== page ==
Data of political campaign contributions made by individual donors is courtesy of Federal Election Commission.
In 1975, Congress created the Federal Election Commission (FEC) to administer and enforce the Federal Election Campaign Act (FECA) - the statute that governs the financing of federal elections. The duties of the FEC, which is an independent regulatory agency, are to disclose campaign finance information, to enforce the provisions of the law such as the limits and prohibitions on contributions, and to oversee the public funding of Presidential elections. See About Federal Election Commission.
Campaign finance refers to all funds raised in order to promote candidates, political parties, or policies in elections, referendums, initiatives, party activities, and party organizations. The funds could also detract from the opponents of the above. Campaign funds is the subject heading under which all books dealing with money in politics are catalogued by the Library of Congress. Other nations use other terms for the subject and offer a broader perspective. Cross-national comparisons prefer the more comprehensive "political finance", researchers in continental Europe use "party finance". All of them deal with "the costs of democracy", a term coined by G. Alexander Heard for his famous analysis of campaign finance in the U.S.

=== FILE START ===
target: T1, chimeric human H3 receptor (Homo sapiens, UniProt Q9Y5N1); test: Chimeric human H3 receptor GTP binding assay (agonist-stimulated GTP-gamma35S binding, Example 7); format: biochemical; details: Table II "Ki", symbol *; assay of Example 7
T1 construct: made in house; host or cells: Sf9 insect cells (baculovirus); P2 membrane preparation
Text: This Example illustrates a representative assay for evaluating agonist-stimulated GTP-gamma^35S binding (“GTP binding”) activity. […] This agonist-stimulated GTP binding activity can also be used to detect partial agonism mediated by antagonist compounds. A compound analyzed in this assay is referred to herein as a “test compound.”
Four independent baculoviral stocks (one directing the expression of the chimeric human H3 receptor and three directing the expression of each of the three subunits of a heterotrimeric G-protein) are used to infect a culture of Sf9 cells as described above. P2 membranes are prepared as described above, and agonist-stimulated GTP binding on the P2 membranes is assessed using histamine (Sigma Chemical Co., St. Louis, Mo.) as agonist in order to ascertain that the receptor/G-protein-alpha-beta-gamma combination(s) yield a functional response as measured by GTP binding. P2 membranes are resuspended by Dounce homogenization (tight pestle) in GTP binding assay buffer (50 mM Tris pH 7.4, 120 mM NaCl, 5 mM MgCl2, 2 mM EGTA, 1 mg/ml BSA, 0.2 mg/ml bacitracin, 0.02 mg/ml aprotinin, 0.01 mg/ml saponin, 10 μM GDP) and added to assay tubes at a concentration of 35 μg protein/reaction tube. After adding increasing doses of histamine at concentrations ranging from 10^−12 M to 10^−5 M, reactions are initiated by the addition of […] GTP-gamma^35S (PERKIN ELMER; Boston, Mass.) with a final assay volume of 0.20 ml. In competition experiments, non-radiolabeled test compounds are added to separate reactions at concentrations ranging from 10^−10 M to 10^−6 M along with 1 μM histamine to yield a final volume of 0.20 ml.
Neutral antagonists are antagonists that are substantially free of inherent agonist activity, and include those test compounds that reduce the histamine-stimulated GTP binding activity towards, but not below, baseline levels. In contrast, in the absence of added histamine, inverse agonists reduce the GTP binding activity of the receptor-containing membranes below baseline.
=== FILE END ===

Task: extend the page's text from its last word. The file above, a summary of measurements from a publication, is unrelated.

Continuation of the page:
Political campaigns have many expenditures, such as the cost of travel of candidates and staff, political consulting, and/or the direct costs of communicating with voters. The types and purposes of campaign spending depends on the region. For instance, in the United Kingdom, television advertising is provided to campaigning parties for free and limited by law, while in the United States, it is one of the biggest expenses in the campaign budget, especially for statewide and national campaigns. See more detail at Wiki.